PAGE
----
I grew up with so much intolerance of kids being kids that I find I’m incredibly uncomfortable around our neighborhood kids. My kids are still little and I’m aware of my discomfort, so I can work on this with some mindful practice. But, I’m constantly amazed at these messages I internalized that I don’t notice until they arise in a situation such as the ones you describe.
I actually spent time in a “crunchy” commune that CLAIMED children were welcome but fucked-up eight ways until Sunday. Someday I need to write on this.
I grew up with negative kid attitudes. Big time. (You know, kids are likeable if they are good/well-dressed or clean/”mannered”, not overly rowdy etc). This is actually incredibly common, and it’s also why even in the most passionate social justice spheres people still say, “I don’t like kids” or “I’m not a kid person” without getting a call-out like they would had they said, “I don’t like ____ population”. (I wrote this on it, a bit).
It’s my opinion many adults fear children (for reasons I won’t go into here) and also that many adults are not willing to give up the privilege to dominate and to have someone they are in charge of; they enjoy the benefits of having a population that is “less than”, and often work to segregate themselves from such populations. Harsh assessment, I know.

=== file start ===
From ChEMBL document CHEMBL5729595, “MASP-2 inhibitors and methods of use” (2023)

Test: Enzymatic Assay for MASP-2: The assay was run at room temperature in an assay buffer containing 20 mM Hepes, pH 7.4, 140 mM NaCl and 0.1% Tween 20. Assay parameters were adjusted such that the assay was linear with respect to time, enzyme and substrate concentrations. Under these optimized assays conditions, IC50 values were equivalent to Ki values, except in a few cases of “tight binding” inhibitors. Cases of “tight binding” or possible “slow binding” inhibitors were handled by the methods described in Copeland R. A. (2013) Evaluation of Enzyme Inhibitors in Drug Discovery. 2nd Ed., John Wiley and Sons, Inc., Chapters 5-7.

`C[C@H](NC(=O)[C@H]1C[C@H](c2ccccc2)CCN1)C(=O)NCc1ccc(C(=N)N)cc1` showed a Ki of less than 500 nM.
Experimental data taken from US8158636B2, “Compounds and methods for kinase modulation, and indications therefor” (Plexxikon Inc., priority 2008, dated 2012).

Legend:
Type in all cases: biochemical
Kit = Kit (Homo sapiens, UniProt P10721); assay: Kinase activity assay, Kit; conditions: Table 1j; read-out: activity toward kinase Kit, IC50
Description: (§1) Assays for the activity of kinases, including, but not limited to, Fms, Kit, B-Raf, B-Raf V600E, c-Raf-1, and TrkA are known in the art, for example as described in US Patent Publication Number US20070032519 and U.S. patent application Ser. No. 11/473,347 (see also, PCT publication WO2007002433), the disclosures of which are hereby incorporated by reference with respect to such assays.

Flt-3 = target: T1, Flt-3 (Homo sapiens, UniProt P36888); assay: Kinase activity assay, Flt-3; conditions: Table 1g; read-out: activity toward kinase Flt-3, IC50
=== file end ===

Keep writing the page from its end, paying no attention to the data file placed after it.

However, don’t beat yourself up. Weekly I get commended for my compassion and intelligence regarding social justice matters, especially when it comes to kids – and I can tell you flat-out I still have some very negative reactions to children. Just because I recognized an illness within me (that extends of course to lack of tolerance for other people/groups) does not mean I’m instantly a saint!
“My kids are still little and Iâ€™m aware of my discomfort, so I can work on this with some mindful practice.”
You are well-ahead of where I was when my kids were little(r).
I hope you keep reading; I know you’re fairly new to my blog but I do write a lot about kid matters. I’ve been preoccupied with other stuff (hence private entries) but I’m getting back up to speed.
Nice to see you again, Zoie!